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Wet Whitetail Hunt January 2020
Gerhard Schroeder  

For weeks prior there had been no rain. Then, the day Steve and I had planned to get to our deer camp, we did get enough of it to make things muddy. That Wednesday afternoon, in between showers, I rushed to reposition and improve on my natural blind. Would sitting in ambush at ‘my’ waterhole even make sense with this rain coming down? Waterholes had worked well for Steve, Ron and me two years before for this same November hunt.

Thursday was a time for waiting in camp, to let any disturbances at our waterholes become forgotten by the deer, hopefully. Ron arrived late, plus he had invited Rob to try the longer distance glassing hunt method. Rob has higher-power big binos supported by tripod for serious glassing.

Despite that rain and standing water in several places I did decide to try sitting at my waterhole on opening day. Due to a busy schedule, mainly a trip to Germany and thereafter an elk hunt, I would not be choosy in the antler department. The first legal buck would be destined for my freezer. I arrived at 0-dark-30 and settled in.

It would be a boring day. Aside from some finches and the occasional jay, absolutely nothing stirred. Hearing shots elsewhere is a further challenge, making sitting in such spot a bit of a test. OK, I did carefully stand up at times, but my mind longed for more entertainment. That changed abruptly when after about 10 hours, right before 4PM, a single deer approached!

Initially I could only see the legs. Then the entire body. No antlers, but this deer behaved like a macho buck. Of course I had it in the scope. Set at 4.5X, still no obvious antlers. Then again, this critter acted nervous. Must have been due to the shifting wind all day. Plus I was looking into the direction of the sun, and that deer was moving in the shadows. And then, maybe after getting some of me in his nose, it departed. Darn, because at one moment it sort of looked as if on his left side he did have a tiny antler, one. Hmm – oh wait, the deer came back. I cranked the scope up some.

That whitetail now marched straight to the water’s edge to take the drink he apparently so desired. He was almost facing me. Man, looked to me like there was one tiny antler on his left side only. Crosshairs settled on the front of his shoulder. I sent the 150 grain MagTip.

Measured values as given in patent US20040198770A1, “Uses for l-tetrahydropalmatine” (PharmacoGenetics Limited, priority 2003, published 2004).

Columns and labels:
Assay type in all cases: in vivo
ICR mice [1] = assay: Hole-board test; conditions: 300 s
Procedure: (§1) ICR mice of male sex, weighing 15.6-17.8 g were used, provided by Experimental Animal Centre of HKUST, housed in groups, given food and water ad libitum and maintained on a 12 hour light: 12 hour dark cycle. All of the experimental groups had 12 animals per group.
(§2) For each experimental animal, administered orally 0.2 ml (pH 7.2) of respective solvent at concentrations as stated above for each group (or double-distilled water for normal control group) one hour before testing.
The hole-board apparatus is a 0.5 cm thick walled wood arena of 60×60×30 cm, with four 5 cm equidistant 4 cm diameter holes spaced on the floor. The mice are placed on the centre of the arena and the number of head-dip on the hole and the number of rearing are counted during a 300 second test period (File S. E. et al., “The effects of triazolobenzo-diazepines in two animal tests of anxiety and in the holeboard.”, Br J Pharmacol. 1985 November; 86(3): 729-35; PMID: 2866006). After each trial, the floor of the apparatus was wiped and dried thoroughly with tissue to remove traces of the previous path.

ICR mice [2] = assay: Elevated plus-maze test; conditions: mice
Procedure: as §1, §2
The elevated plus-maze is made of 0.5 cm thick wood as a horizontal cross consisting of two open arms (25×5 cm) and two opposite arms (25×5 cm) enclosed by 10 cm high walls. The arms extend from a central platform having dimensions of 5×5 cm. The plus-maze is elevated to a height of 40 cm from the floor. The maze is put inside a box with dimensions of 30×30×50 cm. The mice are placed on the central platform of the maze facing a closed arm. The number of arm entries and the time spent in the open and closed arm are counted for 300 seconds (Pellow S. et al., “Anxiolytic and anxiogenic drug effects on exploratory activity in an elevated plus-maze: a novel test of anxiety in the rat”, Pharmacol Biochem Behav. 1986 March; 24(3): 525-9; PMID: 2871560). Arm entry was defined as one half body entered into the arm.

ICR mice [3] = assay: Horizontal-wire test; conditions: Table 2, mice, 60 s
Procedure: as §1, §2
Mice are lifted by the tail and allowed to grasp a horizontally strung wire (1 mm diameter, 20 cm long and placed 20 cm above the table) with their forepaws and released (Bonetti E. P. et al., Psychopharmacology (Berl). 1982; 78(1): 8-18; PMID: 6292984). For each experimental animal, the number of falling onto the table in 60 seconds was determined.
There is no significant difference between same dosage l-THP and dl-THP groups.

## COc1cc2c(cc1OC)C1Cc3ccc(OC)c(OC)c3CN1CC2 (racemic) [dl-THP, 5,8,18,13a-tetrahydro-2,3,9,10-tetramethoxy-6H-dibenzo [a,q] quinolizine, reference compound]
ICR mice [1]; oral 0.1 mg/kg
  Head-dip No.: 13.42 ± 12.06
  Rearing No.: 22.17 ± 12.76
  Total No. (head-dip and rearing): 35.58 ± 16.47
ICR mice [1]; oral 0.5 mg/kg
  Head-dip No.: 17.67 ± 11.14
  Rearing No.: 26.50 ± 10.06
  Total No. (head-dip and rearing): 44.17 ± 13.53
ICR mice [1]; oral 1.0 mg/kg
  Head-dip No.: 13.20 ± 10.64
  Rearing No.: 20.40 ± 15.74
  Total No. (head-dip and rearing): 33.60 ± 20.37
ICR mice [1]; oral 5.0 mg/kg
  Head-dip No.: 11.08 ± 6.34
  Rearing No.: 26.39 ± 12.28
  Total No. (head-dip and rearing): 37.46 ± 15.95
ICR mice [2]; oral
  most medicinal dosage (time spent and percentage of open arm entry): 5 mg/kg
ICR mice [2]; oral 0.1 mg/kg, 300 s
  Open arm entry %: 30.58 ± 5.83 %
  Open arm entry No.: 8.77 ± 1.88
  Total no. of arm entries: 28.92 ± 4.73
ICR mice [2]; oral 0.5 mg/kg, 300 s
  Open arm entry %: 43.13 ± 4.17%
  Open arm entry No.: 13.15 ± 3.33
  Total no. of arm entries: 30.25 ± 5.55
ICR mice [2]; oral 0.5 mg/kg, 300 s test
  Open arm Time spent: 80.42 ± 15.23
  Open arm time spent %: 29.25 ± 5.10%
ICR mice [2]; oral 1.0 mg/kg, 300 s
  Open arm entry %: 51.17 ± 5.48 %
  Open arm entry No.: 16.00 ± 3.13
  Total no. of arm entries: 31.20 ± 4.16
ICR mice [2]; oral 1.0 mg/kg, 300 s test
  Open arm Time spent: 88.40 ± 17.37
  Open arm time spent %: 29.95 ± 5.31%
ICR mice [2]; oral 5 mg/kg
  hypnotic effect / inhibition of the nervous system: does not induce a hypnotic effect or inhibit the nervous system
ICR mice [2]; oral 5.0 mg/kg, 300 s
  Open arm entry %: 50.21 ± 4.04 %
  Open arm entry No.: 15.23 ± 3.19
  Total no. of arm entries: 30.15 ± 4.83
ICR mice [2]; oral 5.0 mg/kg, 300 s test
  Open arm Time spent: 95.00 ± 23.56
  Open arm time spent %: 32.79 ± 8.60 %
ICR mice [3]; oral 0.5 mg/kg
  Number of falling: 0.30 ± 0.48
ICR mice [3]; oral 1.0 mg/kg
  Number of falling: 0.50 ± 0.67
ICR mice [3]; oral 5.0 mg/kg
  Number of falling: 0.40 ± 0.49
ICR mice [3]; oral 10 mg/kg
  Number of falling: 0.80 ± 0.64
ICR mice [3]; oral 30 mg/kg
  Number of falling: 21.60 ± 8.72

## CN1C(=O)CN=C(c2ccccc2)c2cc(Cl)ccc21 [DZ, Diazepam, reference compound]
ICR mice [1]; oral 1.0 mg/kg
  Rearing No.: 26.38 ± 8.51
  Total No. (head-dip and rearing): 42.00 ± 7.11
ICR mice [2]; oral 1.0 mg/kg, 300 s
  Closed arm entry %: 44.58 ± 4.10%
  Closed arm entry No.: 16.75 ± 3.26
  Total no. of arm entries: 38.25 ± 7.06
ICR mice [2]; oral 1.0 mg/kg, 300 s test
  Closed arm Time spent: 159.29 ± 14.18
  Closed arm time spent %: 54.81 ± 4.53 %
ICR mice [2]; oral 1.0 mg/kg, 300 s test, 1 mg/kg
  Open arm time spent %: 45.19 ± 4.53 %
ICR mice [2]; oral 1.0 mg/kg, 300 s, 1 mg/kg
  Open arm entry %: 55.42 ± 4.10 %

Don’t know if there was the almost expected Kugelschlag – still love that suppressor! Instead what I heard was a big splash. When I looked up I saw my deer floating in the drink. Apparently it was some kind of death leap, because the body was almost submerged and most certainly out of reach, and after a little thrashing dead still. Now what?

Truth be told, doubts came up. Was it really a buck? Still could not tell from my blind as his head was submerged. And darn it! -- right where he jumped in there were TWO came cameras hanging from trees. OK, first I needed something to fish him out. Getting wet feet and legs would be my last option. Then I did not want to be easily identified. Ah, I happened to have a head net in one of the jacket pockets. So I left my blind, found, trimmed out and cut off a large lower branch from a juniper tree, such that it featured a hook at one end. Thus equipped and disguised I approached my deer. The branch was barely long enough for retrieval. It was indeed a legal buck. I relaxed, smiled, thanked God.

I drug him away from the water and did the red work away from those cameras. The rest was routine: got all my stuff and went to the 4Runner. Drove as close as the terrain allowed. Then dragged that deer. Of course its hide was dripping wet, made a mess out of my right pant leg. But, I had him in camp, hanging and skinned before dark.

Steve had seen nothing at his waterhole. Rob and Ron had seen very nice bucks, but Ron, using Rob’s rifle, had missed a very long shot.

Saturday morning was butcher time. Midday I heard shots. Ron again? My deer, nicely cooled out overnight, was in the ice chest before noon. Soon after Ron and Rob returned. He had taken a very nice whitetail. Meanwhile nothing had come to Steve’s waterhole.

Sunday, with Ron butchering his buck in camp, we tried spotting a deer for Steve. Nada. Rob left for home that evening.

Steve had his day Monday. In the afternoon a small buck came to water, and he made his shot. But that buck ran into the bushes. Steve called us in camp. We drove over, found and followed the blood trail. Steve’s buck had run no more than 50 yards. We helped with field dressing and loading. Steve’s buck also was hanging in camp before dark. I forgot to take a picture, my mind set on getting home and butchering.

Just like two years prior we all tagged out. Guess what our first choice will be for 2020?

Here’s what my buck looks like – right side ‘antler’ (I use the term lightly) grew downward. There is certainly no harm that this guy is out of the gene pool now. That Wednesday, with deer done and in the freezer, I was on a plane to Germany.

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